Animator Is Off My List

For my “Exploring Art” class, the assignment for our final was to create a 1:30 long stop-animation movie with our iPads. Originally, it was just a regular project and only had to be 30 seconds long, but we were not all eligible to take our iPads home, so this wasn’t possible. However, on Friday, all students, regardless of eligibility, were allowed to take their iPads home over the weekend.

I did not want my grandfather to know I had it because he would make a big deal over it. This meant I would have to work on my movie after he left for work at night. I started on Friday and intended to get the entire project done in that one night.

Too bad it wasn’t that easy.

Since I didn’t have much, I was just going to use the stuffed bunnies on my bed for the whole project. But the whole project was boring, tedious and repetitive. I ended up using almost everything in my room that was small. I started at 11:00, stopped at 1:23 and had only gotten the first 45 seconds done and over 520 shots. I was too tired and ready to fall asleep. Worse yet, for some reason, the shots’ order got screwed up and I had to delete at least three. I called it a night and decided I’d continue the next night (Saturday).

Well, last night, I continued. After my grandfather left for work, I got started on finishing the movie. Again, I started at 11:00, but this time, I didn’t finish until 2:00. I can’t describe how relieved I was to finally be reaching the end. 1,080 shots. Sheesh! But it was done and I could turn it in. I probably won’t get a stellar mark for it – there was no plot, so it was entirely random – but at least I would get something.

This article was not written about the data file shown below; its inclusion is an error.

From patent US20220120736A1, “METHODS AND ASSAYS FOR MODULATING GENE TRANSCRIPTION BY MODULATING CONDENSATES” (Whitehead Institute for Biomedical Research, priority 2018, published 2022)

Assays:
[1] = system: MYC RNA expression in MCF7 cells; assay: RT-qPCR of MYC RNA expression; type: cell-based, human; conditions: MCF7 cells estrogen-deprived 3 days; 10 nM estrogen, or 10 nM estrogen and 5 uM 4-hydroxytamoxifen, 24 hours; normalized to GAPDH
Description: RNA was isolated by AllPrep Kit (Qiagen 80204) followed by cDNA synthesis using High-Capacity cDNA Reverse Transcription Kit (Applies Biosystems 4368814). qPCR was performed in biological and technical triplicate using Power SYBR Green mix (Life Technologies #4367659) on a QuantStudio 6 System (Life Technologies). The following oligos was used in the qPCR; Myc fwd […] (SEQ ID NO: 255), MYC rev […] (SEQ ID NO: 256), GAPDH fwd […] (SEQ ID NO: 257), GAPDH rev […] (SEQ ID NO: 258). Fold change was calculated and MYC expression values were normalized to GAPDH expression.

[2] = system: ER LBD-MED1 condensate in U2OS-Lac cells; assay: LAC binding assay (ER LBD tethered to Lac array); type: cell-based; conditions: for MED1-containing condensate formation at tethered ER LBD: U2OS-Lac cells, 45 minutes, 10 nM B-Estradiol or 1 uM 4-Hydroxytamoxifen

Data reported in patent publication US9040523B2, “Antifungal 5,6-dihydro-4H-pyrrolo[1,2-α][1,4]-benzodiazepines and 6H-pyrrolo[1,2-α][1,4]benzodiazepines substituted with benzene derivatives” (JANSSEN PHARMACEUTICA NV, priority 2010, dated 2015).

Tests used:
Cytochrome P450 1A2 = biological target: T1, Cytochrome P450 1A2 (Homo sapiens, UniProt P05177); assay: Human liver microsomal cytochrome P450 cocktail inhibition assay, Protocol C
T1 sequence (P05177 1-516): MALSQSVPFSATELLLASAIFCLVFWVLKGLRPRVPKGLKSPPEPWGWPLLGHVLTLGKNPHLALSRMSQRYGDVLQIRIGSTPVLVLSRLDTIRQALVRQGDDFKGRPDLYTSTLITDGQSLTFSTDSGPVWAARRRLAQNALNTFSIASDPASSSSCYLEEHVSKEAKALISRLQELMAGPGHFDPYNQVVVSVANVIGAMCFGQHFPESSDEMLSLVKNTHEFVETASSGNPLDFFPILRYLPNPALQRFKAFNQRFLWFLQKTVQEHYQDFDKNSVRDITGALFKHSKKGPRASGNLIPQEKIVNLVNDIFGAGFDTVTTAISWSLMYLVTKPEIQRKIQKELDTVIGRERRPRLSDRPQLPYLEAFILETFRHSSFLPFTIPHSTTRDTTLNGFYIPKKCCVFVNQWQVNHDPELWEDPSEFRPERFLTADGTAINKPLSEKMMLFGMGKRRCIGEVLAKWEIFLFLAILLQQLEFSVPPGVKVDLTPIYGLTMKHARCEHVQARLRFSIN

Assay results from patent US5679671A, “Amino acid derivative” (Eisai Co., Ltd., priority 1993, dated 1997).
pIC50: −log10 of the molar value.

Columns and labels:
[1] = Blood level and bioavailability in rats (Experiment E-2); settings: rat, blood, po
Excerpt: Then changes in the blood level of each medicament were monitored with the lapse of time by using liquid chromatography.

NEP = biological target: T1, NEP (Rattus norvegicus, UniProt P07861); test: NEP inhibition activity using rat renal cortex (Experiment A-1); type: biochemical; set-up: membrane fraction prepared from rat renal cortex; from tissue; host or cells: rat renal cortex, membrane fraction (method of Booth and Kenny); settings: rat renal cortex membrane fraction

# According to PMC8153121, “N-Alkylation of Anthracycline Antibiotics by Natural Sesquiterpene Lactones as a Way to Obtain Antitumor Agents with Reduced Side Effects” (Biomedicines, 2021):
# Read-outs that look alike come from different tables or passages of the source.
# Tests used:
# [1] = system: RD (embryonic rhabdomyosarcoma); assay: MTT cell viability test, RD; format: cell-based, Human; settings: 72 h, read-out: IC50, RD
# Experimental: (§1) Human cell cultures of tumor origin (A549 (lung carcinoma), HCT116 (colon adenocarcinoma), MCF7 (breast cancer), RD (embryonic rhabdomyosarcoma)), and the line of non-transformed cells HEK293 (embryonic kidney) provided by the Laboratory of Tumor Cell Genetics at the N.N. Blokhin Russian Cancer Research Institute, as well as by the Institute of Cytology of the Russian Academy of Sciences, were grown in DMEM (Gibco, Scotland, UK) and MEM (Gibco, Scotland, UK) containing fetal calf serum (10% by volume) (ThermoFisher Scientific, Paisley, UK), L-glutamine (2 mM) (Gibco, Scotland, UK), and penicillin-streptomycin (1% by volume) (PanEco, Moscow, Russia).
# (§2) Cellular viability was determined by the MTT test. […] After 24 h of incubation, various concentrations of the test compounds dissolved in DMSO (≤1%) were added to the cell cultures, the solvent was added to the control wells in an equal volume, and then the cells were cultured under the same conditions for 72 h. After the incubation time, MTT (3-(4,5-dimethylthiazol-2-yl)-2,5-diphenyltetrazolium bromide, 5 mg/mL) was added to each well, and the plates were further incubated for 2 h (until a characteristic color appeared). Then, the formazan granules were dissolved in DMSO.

One things for sure: I will not go to college to work in animation when I leave high school. If a 1:30 project is this bad, a 10-minute project would kill me! On the bright side, however, I now have a much greater appreciation for animators everywhere, stop-motion or otherwise.

Being Good Sucks

No, really, it does.

Today, MSN has a story on its homepage about a high school freshman who was suspended for five days. Her crime? Creating an anti-bullying video.

More specifically, the girl, named Jessica Barba, created an anti-bullying video and a facebook page that tells the fictional story of a fictional 12-year-old girl named Hailey Bennett, who lost her mother at 3, was abused by her father, was left alone after her only friend moved away and was bullied everyday. It ends with her committing suicide. The project was a school assignment.

Apparently, the reason for her suspension is that the video and FB page caused a disruption at her school. I guess school officials don’t like acknowledging serious issues that relate to school. The school found out from a concerned parent who reported the page, but didn’t scroll down far enough to see where Jessica stated that it was fake. Jessica’s mother tried to show printouts with the disclaimer to school officials, but, in her words, “they didn’t really care too much about that.”

I’ve been going to school for 13 years now. I am not surprised by a story like this. To me, this is typical. The last words of the article, stated by a director of the NYCLU in that particular county, really sum it up:

As students prepare to participate as full citizens in society, schools should encourage independent thought and dialogue about political and current events, even controversial ones. No school should ever punish a student because they disagree with what she’s saying, which appears to be exactly what happened here.

If only schools did that. It’s a fact: schools do not like confronting issues and prefer to ignore them or cover them up. They don’t want their students to have free minds. They don’t even want them to be different! I’ve got more than enough experience to know that.